“My Baby Wants a Baby” wrestles with the responsibilities of motherhood, but Clark decides that she enjoys her life too much to make room in it for a child (“My baby wants a baby … /But I wanna play guitar all day/Make all my meals in microwaves/Only dress up if I get paid”). She expresses a strong pessimism about life and its hardships on “Pay Your Way in Pain.” Clark often begins with an interesting idea that she could have taken in a strong direction, then veers from it in unbiblical ways.
References to drugs and alcohol are also issues here. On “The Melting of the Sun,” she tells the tragic stories of several entertainment icons. Clark sings about Marilyn Monroe shooting heroin, then imagines her saying “H—, it’s better than abuse,” referring to the poor treatment the star received throughout her life and career.
Clark also sings about musician Tori Amos’ experience with sexual assault and references Nina Simone’s song “Mississippi G-dd-mn”, as well as her own history with benzodiazepines, a medication for anxiety and insomnia. On “The Laughing Man”, Clark admits that she struggled with alcohol after her friend’s death (“Like the heroines of Cassavetes/I’m under the influence daily”), as well as grappling with her own suicidal thoughts. In “… At the Holiday Party”, she reconnects with an old friend; they get “wine-lipped a little early,” and the singer notices her friend has “pills and JUULs and speed” in her purse.
“Candy Darling” is an homage to a transgender actor who died of lymphoma at the age of 29.
Language isn’t frequent or strong enough for any of the songs to earn explicit ratings. But Clark uses “h—” and God’s name is paired with “d–n.” We hear a couple of s-words, too.
St. Vincent is nothing if not interesting. Over six albums and decades of experience in music, Annie Clark has established a corner for herself in the alternative music world. That has given her the freedom to explore complex and personal ideas.
But let’s be clear: That doesn’t mean her work is necessarily family friendly. If the language and references to drugs and alcohol aren’t enough to warn parents away, some of the questionable conclusions Clark reaches in her lyrics should be. No, you don’t “got to pray your way in shame,” as she claims in “Pay Your Way in Pain.” And, no, a child is not a burden that prevents you from having a legacy, an issue she worries about in “My Baby Wants a Baby”.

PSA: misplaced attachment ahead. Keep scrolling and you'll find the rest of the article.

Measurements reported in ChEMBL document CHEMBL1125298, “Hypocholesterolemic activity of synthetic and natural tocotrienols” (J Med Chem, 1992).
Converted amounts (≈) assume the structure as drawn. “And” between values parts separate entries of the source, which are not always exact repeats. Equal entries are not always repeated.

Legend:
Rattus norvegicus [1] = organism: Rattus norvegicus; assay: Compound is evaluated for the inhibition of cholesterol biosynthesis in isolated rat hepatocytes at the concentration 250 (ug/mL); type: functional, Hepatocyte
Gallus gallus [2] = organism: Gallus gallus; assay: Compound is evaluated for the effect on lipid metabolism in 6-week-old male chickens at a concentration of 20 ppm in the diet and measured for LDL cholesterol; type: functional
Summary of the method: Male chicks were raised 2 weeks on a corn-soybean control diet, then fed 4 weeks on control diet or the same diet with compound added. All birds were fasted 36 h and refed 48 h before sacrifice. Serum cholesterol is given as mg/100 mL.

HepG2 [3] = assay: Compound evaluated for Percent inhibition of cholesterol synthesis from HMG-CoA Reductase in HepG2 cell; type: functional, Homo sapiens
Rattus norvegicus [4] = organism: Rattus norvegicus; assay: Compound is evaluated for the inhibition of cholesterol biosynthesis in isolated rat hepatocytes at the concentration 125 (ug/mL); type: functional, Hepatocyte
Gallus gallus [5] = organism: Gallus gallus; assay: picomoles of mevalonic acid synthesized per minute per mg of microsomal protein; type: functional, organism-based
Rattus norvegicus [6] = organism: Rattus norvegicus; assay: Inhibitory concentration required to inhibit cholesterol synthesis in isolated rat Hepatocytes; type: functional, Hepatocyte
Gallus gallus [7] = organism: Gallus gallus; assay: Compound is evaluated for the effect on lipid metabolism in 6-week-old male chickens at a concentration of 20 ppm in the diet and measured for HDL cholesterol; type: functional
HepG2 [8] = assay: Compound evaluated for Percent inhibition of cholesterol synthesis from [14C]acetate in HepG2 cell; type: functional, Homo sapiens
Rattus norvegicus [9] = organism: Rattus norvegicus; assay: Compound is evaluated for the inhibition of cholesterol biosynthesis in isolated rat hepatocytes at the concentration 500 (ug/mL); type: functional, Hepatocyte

There are definitely ideas and stylistic flourishes to appreciate here. Clark is an undeniably talented musician (she’s credited on the album not only as one of two writers, but as playing the synthesizer, sitar, and guitar); her tributes to her parents and childhood friend, as well as the city in which she was raised, are powerful.
But it sometimes seems that for every insightful lyric she pens, it’s followed by one that’s questionable.
Lauren Cook is serving as a 2021 summer intern for the Parenting and Youth department at Focus on the Family. She is studying film and screenwriting at the University of North Carolina School of the Arts. You can get her talking for hours about anything from Star Wars to her family to how Inception was the best movie of the 2010s. But more than anything, she’s passionate about showing how every form of art in some way reflects the Gospel. Coffee is a close second.